If an officer suspects drug use is contributing to a driver’s impairment, you will be asked for a blood or urine test, OR both implied consent tests. Officers typically request blood tests, or possibly blood and urine tests, if the officer suspects drug usage. The primary way many DUI suspects are determined by the investigating officer to be using drugs is for the arresting officer to merely ask, “Are you taking any medications?” Because the person is usually not yet “in custody,” this potentially harmful admission is admissible against you. Having a prescription to use a drug, or merely taking it within the recommended dosage will NOT necessarily protect you against being prosecuted for DUI. This is especially true if you have mixed alcohol with your prescribed medications. Every police officer is trained on implied consent tests.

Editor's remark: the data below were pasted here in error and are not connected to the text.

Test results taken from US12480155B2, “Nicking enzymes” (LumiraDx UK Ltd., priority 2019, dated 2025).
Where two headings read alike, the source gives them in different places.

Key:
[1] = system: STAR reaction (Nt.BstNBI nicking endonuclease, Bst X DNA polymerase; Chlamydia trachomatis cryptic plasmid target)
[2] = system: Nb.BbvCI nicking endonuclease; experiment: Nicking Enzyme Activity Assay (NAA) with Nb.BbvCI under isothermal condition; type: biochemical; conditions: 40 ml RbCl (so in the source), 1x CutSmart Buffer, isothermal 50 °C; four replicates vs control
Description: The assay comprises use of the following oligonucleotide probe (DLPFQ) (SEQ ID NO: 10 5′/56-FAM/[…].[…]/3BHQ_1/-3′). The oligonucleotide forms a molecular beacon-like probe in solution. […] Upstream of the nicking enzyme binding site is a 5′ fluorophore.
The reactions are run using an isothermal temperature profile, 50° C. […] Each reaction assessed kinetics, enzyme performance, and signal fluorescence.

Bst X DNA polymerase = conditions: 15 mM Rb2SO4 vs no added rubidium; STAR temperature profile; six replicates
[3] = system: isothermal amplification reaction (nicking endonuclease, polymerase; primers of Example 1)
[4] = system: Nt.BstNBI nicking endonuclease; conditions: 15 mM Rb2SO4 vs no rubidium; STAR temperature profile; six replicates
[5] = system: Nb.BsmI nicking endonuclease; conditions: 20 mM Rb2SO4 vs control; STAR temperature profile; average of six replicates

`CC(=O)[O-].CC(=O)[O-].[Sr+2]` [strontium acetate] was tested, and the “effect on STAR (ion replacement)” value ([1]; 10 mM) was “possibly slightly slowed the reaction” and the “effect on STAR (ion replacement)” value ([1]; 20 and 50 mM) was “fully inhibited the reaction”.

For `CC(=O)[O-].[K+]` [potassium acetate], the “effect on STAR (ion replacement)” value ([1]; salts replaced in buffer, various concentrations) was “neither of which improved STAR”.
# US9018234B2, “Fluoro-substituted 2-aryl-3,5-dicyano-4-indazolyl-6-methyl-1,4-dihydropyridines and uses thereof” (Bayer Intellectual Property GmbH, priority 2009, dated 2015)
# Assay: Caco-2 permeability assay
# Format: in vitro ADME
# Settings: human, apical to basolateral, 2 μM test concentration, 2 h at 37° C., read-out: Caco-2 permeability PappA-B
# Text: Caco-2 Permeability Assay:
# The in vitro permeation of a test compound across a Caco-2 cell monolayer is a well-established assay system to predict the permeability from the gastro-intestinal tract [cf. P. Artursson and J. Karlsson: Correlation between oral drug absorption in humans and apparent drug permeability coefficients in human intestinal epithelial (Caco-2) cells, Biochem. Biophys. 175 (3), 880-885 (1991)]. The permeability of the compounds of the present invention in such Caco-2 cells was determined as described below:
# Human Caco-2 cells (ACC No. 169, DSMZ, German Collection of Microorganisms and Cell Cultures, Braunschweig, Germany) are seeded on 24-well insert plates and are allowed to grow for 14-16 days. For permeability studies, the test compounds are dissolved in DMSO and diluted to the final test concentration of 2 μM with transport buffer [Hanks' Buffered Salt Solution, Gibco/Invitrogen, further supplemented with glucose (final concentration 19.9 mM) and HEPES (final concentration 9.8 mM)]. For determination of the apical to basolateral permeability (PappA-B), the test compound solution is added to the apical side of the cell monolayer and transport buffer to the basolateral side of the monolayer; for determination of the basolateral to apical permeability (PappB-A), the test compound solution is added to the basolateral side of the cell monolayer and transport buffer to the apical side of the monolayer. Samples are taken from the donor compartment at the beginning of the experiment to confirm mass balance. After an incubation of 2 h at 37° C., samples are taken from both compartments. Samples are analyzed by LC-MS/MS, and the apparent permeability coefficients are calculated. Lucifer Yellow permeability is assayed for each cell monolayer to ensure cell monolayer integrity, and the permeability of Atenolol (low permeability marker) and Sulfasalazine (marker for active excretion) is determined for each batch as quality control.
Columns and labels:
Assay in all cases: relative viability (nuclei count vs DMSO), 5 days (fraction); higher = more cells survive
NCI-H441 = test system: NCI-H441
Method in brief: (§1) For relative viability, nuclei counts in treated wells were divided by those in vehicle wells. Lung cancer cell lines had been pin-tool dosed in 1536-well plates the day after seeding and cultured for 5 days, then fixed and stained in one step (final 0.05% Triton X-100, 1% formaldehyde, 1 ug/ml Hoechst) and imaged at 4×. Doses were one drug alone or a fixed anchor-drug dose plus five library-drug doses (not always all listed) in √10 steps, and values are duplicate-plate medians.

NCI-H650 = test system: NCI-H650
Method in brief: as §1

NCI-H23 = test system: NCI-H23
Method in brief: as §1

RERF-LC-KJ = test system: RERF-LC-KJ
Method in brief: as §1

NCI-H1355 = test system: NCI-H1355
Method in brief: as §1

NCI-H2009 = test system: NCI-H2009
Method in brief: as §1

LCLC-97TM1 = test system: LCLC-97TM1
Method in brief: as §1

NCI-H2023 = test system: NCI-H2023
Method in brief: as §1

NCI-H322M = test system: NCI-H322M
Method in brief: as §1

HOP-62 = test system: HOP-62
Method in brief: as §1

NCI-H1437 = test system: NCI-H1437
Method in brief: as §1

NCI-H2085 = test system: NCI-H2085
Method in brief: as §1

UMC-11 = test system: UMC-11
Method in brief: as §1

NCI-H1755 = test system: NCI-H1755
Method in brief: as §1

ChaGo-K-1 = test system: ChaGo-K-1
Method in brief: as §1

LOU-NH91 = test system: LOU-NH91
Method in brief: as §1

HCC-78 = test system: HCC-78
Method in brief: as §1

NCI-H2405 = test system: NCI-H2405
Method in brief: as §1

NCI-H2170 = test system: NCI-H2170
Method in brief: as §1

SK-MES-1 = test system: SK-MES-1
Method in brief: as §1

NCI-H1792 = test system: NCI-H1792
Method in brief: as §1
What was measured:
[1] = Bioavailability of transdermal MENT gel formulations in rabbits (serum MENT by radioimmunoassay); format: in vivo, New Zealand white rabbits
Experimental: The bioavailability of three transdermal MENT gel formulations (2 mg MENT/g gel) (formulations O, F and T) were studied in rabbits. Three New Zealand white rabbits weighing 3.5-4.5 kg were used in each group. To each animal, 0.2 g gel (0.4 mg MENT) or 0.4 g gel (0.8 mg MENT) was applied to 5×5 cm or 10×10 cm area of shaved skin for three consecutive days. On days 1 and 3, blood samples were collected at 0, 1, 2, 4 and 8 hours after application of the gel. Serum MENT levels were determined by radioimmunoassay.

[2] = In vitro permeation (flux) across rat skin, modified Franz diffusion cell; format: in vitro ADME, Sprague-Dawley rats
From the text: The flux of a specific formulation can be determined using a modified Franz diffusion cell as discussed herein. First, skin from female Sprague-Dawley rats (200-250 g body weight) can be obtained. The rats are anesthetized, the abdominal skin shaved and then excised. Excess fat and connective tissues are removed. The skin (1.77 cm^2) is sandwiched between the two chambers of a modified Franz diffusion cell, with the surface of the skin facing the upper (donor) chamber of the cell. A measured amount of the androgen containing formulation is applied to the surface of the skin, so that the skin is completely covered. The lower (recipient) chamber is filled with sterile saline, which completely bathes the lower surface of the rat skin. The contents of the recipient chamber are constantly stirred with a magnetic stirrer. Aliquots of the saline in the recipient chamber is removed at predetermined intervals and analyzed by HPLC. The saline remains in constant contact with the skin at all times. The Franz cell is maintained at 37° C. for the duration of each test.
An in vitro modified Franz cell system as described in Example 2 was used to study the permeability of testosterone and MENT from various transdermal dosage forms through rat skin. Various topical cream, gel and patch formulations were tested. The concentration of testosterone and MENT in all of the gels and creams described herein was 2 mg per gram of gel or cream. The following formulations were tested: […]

Plus, an affirmative answer to an officer’s question about “taking drugs” (of ANY type) will authorize the officer to demand blood testing or both blood and urine testing to look for alcohol content and drug concentrations. This can mean PRESCRIBED drugs, over-the-counter drugs (like Nyquil® or Benadryl®) or illegal drugs (such as marijuana, cocaine, heroin or ecstasy). Having a prescription does not necessarily exempt you from the implied consent tests if you are too impaired by the drugs to drive safely.
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